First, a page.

By Anthony Faiola and Karla Adam
Washington Post Foreign Service
Monday, April 19, 2010; 11:21 AM
LONDON -- Civil aviation authorities in Europe came under heavy pressure Sunday to ease flight restrictions as airlines and government officials sought to limit the economic fallout from a crisis that is disrupting the global trade in goods as varied as precious gems and tropical fruit.
Airlines, which have suffered billions of dollars in uninsured losses, said test flights over Europe indicated that the ash emanating from an Icelandic volcano had cleared in some areas and suggested that aviation officials overreacted to the threat posed to jet engines. The European Union's transportation commissioner, meanwhile, called for an easing of the travel bans, which have grounded an estimated 63,000 flights since Thursday.
Despite such pleas, the decision on when to reopen the skies rests with national aviation authorities, and some -- including those in Britain -- extended near-absolute flight restrictions until at least late Monday.
The calls to loosen restrictions came as concerns grew about the crisis's economic implications. Fears were mounting, in particular, about the consequences for the still-fragile economic recovery in Europe should the travel bans stretch on for weeks.
The tentacles of the crisis have already stretched into the global supply chain. Auto factories in China that use electronic parts flown in from Germany faced a sudden halt in shipments. A logjam forming in the international diamond trade threatened to delay the shipment of necklaces and wedding rings if flights are not resumed between cutters in India and dealers in Antwerp, Belgium.
"It is going to take us four or five days to get back to normal if the ban is lifted this week," said Rohit Mehta, president of the Surat Diamond Association in India. "But if it goes on for two or three weeks, it could seriously disrupt the diamond trade."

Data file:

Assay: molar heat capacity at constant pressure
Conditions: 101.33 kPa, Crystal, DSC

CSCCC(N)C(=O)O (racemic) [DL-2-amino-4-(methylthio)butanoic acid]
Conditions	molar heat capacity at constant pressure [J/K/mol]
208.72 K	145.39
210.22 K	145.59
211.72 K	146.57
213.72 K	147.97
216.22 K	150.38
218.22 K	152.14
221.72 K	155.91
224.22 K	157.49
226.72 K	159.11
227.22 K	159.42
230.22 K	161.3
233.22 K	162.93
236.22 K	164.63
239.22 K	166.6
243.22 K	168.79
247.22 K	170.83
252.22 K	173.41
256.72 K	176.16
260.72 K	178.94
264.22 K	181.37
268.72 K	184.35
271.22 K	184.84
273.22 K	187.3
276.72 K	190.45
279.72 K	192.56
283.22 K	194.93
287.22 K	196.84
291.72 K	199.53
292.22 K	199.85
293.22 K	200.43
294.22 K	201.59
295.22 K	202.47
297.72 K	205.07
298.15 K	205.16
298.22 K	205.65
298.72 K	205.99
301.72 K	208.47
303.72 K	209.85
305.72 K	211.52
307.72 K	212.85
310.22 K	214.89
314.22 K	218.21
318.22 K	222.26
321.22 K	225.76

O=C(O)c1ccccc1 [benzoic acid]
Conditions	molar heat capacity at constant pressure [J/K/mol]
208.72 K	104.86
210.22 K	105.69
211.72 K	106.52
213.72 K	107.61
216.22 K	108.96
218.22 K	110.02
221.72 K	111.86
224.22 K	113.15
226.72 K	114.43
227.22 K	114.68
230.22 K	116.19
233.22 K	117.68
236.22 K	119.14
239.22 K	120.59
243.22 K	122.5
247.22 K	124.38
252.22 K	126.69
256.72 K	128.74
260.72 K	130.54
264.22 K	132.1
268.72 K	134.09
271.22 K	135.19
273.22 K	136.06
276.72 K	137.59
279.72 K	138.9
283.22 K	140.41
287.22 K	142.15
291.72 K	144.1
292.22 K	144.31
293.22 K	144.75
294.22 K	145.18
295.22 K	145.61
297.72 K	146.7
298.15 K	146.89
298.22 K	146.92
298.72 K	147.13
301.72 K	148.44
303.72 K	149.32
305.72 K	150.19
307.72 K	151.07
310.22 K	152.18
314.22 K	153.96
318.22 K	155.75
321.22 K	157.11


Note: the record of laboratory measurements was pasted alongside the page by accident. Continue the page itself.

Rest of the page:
In the United States, UPS and FedEx posted notices to customers about delays in shipments to Europe, and FedEx temporarily halted some of its services. About $40 billion in goods and services pass between the United States and European Union countries each month. Much of that, however, is in equipment and industrial products more likely to be sent by sea and not at risk of spoiling.
That was not the case in some other parts of the world. In Kenya, more than 5,000 workers in the lucrative flower and vegetable industries were told not to report for work Sunday. Warehouses are filled with a backlog of stock, and an estimated 3,000 tons of flowers and vegetables valued at $9 million were sitting at Nairobi's main international airport.
Even if flights to European hubs including London and Amsterdam, home to the world's largest flower market, were to resume immediately, Kenyan flower industry officials said there would be a temporary oversupply that could push prices down for the next week.
"Everyone is anxious," said Jane Ngige, head of the Kenya Flower Council, which represents 120 farms. "They are wondering what's going to happen in the next two weeks."